The “pink slime” furor gets curiouser and curiouser.  It’s hard to keep up (see yesterday’s post) but here’s my summary of where we are with this for the moment.

What is the furor about?

The best place to start is with Michael Moss’s December 30, 2009 investigative report in the New York Time on the ammonia process used by Beef Products, Inc to make LFTB (lean finely textured beef).

The article contains the first mention of the term “pink slime” as a pejorative for this product.

Moss provides confidential documents detailing the effects of the ammonia processing of LFTB, and revelations of the discrepancy between USDA’s standards for beef safety and those of its school lunch program.

How much LFTB is used in ground beef?

According to a report in the Wall Street Journal (March 28), Cargill Inc. estimates about 850 million pounds per year.

What is the “pink slime” crisis going to cost the beef industry?

According to the business press, meat packers are likely to lose a record $101 per head as a result of the pink slime crisis. Multiply that by the 34 million head of cattle slaughtered each year for food. And then there’s the economy:

Margins for meat packers have been declining for several months as consumers began to push back against high prices at retail in order to cope with rising gas prices. In response, processors have reduced slaughter rates in an effort to maintain beef prices [see Addition at the bottom of this post].

Who supports BPI and why?

BPI is a strong supporter of the Republican party and its candidates. But it is also generous elsewhere.

See, for example, BPI’s full-page ad in the Wall Street Journal, March 23, 2012. It quotes from “In defense of food safety leadership,” by Nancy Donley. Donley is a founder of STOP (Safe Tables Our Priority), an organization of mothers whose children died from eating contaminated hamburger.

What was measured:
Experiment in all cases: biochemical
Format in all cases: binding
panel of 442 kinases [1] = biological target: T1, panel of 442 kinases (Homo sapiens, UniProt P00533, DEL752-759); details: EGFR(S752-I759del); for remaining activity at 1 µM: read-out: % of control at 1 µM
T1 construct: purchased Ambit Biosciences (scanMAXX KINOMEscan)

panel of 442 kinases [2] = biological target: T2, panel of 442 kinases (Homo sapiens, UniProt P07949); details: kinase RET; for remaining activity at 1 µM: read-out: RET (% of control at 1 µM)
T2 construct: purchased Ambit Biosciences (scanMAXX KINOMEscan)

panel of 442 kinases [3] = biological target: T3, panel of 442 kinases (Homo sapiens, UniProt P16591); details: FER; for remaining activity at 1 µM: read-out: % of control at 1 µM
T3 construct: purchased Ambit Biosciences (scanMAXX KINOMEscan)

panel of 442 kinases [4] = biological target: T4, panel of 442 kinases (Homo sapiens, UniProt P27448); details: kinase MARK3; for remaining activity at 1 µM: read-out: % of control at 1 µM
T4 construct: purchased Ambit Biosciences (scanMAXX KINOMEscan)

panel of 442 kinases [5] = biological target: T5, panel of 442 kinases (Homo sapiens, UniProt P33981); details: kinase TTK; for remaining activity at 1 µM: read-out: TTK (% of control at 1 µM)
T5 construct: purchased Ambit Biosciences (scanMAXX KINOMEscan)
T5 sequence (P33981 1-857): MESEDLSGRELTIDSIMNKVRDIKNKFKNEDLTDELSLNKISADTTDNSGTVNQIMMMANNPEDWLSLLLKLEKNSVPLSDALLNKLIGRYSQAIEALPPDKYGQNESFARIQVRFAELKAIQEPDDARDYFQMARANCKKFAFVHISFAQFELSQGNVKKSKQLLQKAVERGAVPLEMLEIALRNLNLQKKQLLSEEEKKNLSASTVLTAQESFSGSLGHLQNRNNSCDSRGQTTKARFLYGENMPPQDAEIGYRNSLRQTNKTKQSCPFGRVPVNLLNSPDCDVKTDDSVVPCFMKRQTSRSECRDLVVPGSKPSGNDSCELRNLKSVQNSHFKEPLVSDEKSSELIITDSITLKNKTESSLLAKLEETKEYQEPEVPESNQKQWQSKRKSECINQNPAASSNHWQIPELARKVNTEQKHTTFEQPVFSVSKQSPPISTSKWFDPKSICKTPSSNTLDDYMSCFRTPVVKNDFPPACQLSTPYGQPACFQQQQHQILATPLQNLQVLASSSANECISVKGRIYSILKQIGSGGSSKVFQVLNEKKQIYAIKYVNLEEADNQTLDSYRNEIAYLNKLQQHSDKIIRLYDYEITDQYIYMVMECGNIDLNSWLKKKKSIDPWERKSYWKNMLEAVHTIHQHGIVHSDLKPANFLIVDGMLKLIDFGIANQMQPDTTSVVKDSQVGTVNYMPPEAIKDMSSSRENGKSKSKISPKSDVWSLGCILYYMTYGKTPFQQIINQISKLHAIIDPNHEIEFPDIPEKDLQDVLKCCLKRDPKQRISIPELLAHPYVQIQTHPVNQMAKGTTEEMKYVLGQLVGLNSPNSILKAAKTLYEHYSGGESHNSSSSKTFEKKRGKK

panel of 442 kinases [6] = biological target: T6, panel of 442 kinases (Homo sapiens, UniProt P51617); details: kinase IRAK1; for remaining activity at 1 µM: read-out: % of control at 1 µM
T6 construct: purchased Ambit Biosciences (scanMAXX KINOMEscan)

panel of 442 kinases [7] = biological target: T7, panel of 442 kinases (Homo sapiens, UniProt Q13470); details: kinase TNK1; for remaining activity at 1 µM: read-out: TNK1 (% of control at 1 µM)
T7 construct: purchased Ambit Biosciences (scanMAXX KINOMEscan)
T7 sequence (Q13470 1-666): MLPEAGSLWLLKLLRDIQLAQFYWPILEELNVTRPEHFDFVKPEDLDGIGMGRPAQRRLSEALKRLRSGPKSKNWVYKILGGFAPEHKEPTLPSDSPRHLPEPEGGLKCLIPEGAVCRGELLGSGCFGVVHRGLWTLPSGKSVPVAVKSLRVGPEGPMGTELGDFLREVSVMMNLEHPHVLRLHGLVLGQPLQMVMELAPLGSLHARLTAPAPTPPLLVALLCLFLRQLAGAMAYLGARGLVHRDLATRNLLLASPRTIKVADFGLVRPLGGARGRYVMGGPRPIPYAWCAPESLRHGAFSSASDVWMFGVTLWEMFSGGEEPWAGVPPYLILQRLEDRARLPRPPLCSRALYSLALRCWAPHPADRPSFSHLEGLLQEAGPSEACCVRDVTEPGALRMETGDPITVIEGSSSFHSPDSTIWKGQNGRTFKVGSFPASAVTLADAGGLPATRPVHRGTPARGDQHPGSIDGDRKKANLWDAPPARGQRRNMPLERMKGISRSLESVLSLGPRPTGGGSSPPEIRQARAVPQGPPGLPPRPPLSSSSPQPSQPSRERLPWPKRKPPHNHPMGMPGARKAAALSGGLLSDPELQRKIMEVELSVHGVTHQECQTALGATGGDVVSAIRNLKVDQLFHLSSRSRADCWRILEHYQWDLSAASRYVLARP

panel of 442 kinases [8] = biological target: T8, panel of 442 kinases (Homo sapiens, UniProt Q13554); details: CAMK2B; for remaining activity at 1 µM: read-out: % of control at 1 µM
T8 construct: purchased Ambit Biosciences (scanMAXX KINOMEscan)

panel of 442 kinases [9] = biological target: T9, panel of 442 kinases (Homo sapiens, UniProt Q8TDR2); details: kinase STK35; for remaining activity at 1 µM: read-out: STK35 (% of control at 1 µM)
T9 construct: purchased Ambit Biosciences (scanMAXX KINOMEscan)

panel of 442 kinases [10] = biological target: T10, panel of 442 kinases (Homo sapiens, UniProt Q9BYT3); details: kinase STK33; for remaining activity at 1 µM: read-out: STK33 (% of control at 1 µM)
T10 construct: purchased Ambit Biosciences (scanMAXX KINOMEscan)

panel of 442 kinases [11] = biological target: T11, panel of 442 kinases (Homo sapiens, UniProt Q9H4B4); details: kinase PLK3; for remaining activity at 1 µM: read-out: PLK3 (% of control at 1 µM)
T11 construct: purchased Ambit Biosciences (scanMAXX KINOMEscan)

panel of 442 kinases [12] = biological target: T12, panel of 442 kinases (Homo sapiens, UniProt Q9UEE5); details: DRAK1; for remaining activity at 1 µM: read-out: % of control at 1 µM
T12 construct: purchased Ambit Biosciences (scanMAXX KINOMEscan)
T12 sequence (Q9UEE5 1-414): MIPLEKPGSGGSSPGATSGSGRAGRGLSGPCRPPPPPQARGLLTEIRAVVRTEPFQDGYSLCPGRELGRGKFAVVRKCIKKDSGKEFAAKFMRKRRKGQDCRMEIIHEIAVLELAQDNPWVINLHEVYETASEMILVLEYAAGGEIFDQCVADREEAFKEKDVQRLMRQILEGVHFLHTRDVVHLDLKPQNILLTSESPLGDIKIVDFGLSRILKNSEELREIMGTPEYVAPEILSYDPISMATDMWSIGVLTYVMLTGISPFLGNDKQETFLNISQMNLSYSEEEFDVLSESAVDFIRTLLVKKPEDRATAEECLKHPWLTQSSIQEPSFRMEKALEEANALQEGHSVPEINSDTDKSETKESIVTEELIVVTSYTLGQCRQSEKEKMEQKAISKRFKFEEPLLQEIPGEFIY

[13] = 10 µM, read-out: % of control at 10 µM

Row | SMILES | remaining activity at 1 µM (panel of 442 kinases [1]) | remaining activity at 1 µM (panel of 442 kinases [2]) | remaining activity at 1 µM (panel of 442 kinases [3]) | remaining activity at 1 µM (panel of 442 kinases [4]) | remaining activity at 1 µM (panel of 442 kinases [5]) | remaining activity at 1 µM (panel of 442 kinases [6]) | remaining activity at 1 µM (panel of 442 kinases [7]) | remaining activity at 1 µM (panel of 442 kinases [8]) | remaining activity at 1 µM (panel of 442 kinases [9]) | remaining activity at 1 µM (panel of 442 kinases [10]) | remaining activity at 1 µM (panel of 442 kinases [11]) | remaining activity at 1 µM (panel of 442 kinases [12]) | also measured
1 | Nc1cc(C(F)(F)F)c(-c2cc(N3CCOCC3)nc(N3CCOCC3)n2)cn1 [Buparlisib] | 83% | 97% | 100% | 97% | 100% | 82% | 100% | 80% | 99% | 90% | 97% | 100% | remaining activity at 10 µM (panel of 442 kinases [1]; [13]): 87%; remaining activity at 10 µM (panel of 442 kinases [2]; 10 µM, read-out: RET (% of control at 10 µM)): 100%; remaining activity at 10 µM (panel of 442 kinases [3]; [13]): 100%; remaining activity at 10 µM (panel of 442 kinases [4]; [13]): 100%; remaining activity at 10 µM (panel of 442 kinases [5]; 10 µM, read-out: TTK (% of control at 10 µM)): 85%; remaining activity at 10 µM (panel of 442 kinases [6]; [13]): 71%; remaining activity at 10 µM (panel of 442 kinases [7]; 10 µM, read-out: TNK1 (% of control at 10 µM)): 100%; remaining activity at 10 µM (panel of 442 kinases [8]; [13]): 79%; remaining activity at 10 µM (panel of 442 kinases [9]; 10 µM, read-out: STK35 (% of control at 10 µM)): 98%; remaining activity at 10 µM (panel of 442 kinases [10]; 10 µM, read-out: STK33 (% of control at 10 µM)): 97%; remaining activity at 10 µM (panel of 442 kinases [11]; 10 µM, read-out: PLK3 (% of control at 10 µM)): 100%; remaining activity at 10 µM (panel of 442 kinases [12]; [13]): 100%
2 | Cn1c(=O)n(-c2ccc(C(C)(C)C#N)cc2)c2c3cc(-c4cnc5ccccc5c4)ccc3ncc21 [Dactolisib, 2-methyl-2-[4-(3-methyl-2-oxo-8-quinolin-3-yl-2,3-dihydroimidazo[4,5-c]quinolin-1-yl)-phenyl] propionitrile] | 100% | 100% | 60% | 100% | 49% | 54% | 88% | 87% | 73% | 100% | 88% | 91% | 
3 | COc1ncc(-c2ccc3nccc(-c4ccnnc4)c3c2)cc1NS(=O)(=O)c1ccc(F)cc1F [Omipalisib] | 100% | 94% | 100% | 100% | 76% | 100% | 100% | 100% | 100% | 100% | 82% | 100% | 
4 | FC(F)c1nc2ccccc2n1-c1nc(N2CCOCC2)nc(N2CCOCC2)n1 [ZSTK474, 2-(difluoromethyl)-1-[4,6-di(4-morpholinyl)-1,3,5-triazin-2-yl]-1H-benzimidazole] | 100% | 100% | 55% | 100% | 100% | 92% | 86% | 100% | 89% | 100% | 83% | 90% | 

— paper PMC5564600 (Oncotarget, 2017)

After what I personally experienced watching my son suffer and die, I am very skeptical and cynical about for-profit meat companies and their professed commitment to food safety. Not all companies ‘walk their talk.’ BPI does.

BPI is well known to be the donor of the anonymous gifts to STOP of $250,000 last year and $500,000 the year before (see the tax forms posted on STOP’s website).

What is the USDA’s position on LFTB and BPI?

Obamafoodorama (March 29) reports on USDA Secretary Tom Vilsack’s press conference in Iowa on March 28. He joined Governor Terry Bransted, a Republican, in defense of LFTB.

Here’s what Obamafoodorama says Secretary Vilsack said:

  • The product is crucial to fighting childhood obesity.
  • This product is safe…There’s no question about it. We’ve said that hundreds of times and we’ll continue to say it.
  • It is a “leaner product” than regular ground beef, and crucial for the battle to end childhood obesity. That’s one of the reasons we’ve made it a staple of the school lunch program.
  • We are…concerned about obesity levels, and this is an opportunity for us to ensure that youngsters are receiving a product that is lean and contains less fat.
  • “Historically” the product is less expensive than other products…For that reason it’s been part of the school lunch program.”
  • [It] doesn’t have to be labeled when it is included in ground beef because “it is safe.”

Obamafoodorama’s report concludes:

Somewhat disappointingly, the Secretary’s efforts to defend lean, finely textured beef did not include him digging into a plate of the product and eating it on camera.

Why is a Democratic USDA Secretary going to bat for a private company well known for supporting Mitt Romney in particular and Republicans in general?

I can only speculate that it has something to do with Tom Vilsack’s wife, Christie, who is running for Iowa’s 4th Congressional District. In Iowa, BPI has bipartisan support, and Christie Vilsack says: